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Illustration of a typical mimeograph machine Mimeograph.svg
Illustration of a typical mimeograph machine

The stencil duplicator or mimeograph machine (often abbreviated to mimeo) is a low-cost duplicating machine that works by forcing ink through a stencil onto paper. [1] The mimeograph process should not be confused with the spirit duplicator process.


Mimeographs, along with spirit duplicators and hectographs, were a common technology in printing small quantities, as in office work, classroom materials, and church bulletins. Early fanzines were printed with this technology, because it was widespread and cheap. In the late 1960s, mimeographs, spirit duplicators, and hectographs began to be gradually displaced by photocopying.


Use of stencils is an ancient art, butthrough chemistry, papers, and pressestechniques advanced rapidly in the late nineteenth century:


A description of the Papyrograph method of duplication was published by David Owen: [2]

A major beneficiary of the invention of synthetic dyes was a document reproduction technique known as stencil duplicating. Its earliest form was invented in 1874 by Eugenio de Zuccato, a young Italian studying law in London, who called his device the Papyrograph. Zuccato’s system involved writing on a sheet of varnished paper with caustic ink, which ate through the varnish and paper fibers, leaving holes where the writing had been. This sheet – which had now become a stencil – was placed on a blank sheet of paper, and ink rolled over it so that the ink oozed through the holes, creating a duplicate on the second sheet.

The process was commercialized [3] [4] and Zuccato applied for a patent in 1895 having stencils prepared by typewriting. [5]

Electric pen

Thomas Edison received US patent 180,857 for Autographic Printing on August 8, 1876. [6] The patent covered the electric pen, used for making the stencil, and the flatbed duplicating press. In 1880 Edison obtained a further patent, US 224,665: "Method of Preparing Autographic Stencils for Printing," which covered the making of stencils using a file plate, a grooved metal plate on which the stencil was placed which perforated the stencil when written on with a blunt metal stylus. [7]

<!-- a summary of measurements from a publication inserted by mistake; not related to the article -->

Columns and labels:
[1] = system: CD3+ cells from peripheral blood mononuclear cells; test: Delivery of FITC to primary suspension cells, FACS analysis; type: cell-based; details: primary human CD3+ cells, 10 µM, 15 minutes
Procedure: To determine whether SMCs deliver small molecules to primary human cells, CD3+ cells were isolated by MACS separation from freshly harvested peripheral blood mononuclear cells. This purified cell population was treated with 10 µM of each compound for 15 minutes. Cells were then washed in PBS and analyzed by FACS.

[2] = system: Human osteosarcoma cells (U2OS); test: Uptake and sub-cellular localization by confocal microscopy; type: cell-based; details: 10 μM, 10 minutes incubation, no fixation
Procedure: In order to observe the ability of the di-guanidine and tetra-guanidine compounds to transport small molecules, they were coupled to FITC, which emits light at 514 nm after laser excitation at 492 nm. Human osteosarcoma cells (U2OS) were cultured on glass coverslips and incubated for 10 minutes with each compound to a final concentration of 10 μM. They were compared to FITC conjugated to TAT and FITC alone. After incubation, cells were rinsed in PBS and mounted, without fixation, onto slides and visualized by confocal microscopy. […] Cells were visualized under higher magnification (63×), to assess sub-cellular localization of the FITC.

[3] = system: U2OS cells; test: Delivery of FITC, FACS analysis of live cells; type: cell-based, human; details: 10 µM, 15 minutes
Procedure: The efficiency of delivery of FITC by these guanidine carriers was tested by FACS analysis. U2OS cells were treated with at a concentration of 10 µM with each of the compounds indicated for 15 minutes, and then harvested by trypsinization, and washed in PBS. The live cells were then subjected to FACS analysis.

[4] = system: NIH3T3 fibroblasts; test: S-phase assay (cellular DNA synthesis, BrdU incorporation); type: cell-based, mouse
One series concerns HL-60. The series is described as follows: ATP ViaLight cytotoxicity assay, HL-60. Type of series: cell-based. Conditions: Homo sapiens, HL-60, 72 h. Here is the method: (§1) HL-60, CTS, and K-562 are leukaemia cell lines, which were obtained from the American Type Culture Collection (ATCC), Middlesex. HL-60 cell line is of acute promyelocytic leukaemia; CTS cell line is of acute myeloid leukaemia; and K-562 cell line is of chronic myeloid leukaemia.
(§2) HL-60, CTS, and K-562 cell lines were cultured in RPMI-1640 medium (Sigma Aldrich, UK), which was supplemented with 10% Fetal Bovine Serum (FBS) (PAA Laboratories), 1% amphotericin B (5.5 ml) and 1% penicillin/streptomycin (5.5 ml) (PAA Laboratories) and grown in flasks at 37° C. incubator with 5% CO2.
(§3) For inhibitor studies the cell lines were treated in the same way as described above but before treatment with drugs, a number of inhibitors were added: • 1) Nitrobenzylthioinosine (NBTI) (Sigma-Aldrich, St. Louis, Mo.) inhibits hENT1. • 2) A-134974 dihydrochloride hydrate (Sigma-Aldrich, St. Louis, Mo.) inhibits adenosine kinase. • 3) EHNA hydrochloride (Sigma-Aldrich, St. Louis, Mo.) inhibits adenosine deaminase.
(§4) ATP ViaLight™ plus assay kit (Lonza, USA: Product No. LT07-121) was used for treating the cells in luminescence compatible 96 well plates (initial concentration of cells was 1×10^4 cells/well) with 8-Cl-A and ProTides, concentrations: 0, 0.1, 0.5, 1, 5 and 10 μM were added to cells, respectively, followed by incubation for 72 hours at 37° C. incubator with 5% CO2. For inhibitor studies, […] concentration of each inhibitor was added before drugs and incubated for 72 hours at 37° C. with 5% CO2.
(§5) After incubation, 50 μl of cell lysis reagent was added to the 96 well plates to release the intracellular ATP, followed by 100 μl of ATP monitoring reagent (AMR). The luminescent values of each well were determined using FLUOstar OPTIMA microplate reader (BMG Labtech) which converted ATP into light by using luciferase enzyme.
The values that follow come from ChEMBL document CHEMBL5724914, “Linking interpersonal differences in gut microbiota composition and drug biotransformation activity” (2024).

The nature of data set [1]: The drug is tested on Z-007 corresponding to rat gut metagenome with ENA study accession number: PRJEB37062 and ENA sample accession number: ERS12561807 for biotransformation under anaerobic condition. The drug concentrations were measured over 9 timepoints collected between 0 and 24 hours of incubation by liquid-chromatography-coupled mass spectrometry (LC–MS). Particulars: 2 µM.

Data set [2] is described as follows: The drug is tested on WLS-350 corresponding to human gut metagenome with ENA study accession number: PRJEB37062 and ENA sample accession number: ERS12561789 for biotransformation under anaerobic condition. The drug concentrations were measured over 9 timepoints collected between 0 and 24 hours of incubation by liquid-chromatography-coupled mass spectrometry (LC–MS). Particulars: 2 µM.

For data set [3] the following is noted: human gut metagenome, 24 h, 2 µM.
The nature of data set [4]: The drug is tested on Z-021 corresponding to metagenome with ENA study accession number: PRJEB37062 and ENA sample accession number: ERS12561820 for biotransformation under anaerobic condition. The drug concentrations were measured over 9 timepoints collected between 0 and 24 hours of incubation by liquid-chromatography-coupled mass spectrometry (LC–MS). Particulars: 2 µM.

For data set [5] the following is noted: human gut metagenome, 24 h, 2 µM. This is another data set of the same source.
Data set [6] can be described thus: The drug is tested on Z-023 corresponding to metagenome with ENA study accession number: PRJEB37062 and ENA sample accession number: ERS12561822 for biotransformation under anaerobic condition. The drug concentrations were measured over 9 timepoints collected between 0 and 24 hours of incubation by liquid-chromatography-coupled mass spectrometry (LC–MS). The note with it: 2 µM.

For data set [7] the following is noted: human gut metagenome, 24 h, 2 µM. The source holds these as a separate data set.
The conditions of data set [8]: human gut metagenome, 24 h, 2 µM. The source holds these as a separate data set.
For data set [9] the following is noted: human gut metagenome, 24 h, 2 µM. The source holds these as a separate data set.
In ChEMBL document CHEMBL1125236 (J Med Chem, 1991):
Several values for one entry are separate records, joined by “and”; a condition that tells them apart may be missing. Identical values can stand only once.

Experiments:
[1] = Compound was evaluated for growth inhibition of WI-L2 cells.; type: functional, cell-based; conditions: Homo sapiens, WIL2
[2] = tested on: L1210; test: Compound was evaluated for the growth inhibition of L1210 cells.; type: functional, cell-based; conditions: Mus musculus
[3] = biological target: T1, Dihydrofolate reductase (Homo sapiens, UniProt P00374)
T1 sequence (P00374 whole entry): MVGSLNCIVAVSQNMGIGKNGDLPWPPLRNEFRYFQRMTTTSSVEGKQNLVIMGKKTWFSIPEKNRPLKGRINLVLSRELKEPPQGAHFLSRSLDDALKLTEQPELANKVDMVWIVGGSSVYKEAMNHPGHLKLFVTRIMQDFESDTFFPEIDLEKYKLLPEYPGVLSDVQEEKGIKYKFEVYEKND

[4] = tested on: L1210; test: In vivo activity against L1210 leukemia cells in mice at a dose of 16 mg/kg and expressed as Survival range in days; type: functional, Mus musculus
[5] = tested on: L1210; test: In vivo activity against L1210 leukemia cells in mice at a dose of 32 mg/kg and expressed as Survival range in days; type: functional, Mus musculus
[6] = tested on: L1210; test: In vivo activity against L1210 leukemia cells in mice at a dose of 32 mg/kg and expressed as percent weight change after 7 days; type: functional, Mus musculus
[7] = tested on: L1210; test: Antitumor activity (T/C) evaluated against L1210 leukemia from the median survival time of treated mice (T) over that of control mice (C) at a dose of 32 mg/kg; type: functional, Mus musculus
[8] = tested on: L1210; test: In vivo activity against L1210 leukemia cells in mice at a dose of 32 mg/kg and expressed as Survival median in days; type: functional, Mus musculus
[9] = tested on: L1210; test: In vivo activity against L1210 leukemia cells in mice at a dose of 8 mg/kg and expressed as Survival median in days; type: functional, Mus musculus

The word mimeograph was first used by Albert Blake Dick [8] when he licensed Edison's patents in 1887. [9]

Dick received Trademark Registration no. 0356815 for the term "Mimeograph" in the US Patent Office. It is currently listed as a dead entry, but shows the A.B. Dick Company of Chicago as the owner of the name.

Over time, the term became generic and is now an example of a genericized trademark. [10] ("Roneograph," also "Roneo machine," was another trademark used for mimeograph machines, the name being a contraction of Rotary Neostyle.)


In 1891, David Gestetner patented his Automatic Cyclostyle. This was one of the first rotary machines that retained the flatbed, which passed back and forth under inked rollers. This invention provided for more automated, faster reproductions since the pages were produced and moved by rollers instead of pressing one single sheet at a time.

By 1900, two primary types of mimeographs had come into use: a single-drum machine and a dual-drum machine. The single-drum machine used a single drum for ink transfer to the stencil, and the dual-drum machine used two drums and silk-screens to transfer the ink to the stencils. The single drum (example Roneo) machine could be easily used for multi-color work by changing the drum - each of which contained ink of a different color. This was spot color for mastheads. Colors could not be mixed.